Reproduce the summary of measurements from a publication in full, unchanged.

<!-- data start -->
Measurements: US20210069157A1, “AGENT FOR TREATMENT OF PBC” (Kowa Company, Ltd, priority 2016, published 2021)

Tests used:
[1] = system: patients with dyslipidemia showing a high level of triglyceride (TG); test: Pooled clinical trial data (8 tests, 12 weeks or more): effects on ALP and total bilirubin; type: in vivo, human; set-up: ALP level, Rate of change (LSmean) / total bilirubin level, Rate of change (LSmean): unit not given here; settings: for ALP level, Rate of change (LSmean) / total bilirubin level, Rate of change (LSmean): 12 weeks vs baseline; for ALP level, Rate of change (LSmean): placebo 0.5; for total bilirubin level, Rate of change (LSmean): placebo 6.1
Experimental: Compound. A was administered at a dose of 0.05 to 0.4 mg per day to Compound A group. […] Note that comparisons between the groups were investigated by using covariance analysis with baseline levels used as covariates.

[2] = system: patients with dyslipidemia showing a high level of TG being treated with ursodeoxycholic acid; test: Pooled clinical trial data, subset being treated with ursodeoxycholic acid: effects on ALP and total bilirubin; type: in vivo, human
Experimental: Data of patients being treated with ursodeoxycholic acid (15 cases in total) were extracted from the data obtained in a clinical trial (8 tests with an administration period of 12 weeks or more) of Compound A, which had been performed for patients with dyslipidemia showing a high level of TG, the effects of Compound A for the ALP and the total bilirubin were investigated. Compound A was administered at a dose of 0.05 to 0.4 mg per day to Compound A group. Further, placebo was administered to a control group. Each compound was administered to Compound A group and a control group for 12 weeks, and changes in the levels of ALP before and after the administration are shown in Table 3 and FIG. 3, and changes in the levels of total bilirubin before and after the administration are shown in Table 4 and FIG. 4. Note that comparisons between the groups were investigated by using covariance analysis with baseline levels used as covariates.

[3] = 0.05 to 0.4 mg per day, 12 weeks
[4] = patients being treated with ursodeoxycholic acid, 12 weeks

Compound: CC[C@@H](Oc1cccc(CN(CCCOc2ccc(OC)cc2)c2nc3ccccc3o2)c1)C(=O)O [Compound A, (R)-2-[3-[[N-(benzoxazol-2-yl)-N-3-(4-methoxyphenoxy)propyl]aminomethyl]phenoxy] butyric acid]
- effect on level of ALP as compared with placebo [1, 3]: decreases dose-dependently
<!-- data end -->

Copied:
Measurements: US20210069157A1, “AGENT FOR TREATMENT OF PBC” (Kowa Company, Ltd, priority 2016, published 2021)

Tests used:
[1] = system: patients with dyslipidemia showing a high level of triglyceride (TG); test: Pooled clinical trial data (8 tests, 12 weeks or more): effects on ALP and total bilirubin; type: in vivo, human; set-up: ALP level, Rate of change (LSmean) / total bilirubin level, Rate of change (LSmean): unit not given here; settings: for ALP level, Rate of change (LSmean) / total bilirubin level, Rate of change (LSmean): 12 weeks vs baseline; for ALP level, Rate of change (LSmean): placebo 0.5; for total bilirubin level, Rate of change (LSmean): placebo 6.1
Experimental: Compound. A was administered at a dose of 0.05 to 0.4 mg per day to Compound A group. […] Note that comparisons between the groups were investigated by using covariance analysis with baseline levels used as covariates.

[2] = system: patients with dyslipidemia showing a high level of TG being treated with ursodeoxycholic acid; test: Pooled clinical trial data, subset being treated with ursodeoxycholic acid: effects on ALP and total bilirubin; type: in vivo, human
Experimental: Data of patients being treated with ursodeoxycholic acid (15 cases in total) were extracted from the data obtained in a clinical trial (8 tests with an administration period of 12 weeks or more) of Compound A, which had been performed for patients with dyslipidemia showing a high level of TG, the effects of Compound A for the ALP and the total bilirubin were investigated. Compound A was administered at a dose of 0.05 to 0.4 mg per day to Compound A group. Further, placebo was administered to a control group. Each compound was administered to Compound A group and a control group for 12 weeks, and changes in the levels of ALP before and after the administration are shown in Table 3 and FIG. 3, and changes in the levels of total bilirubin before and after the administration are shown in Table 4 and FIG. 4. Note that comparisons between the groups were investigated by using covariance analysis with baseline levels used as covariates.

[3] = 0.05 to 0.4 mg per day, 12 weeks
[4] = patients being treated with ursodeoxycholic acid, 12 weeks

Compound: CC[C@@H](Oc1cccc(CN(CCCOc2ccc(OC)cc2)c2nc3ccccc3o2)c1)C(=O)O [Compound A, (R)-2-[3-[[N-(benzoxazol-2-yl)-N-3-(4-methoxyphenoxy)propyl]aminomethyl]phenoxy] butyric acid]
- effect on level of ALP as compared with placebo [1, 3]: decreases dose-dependently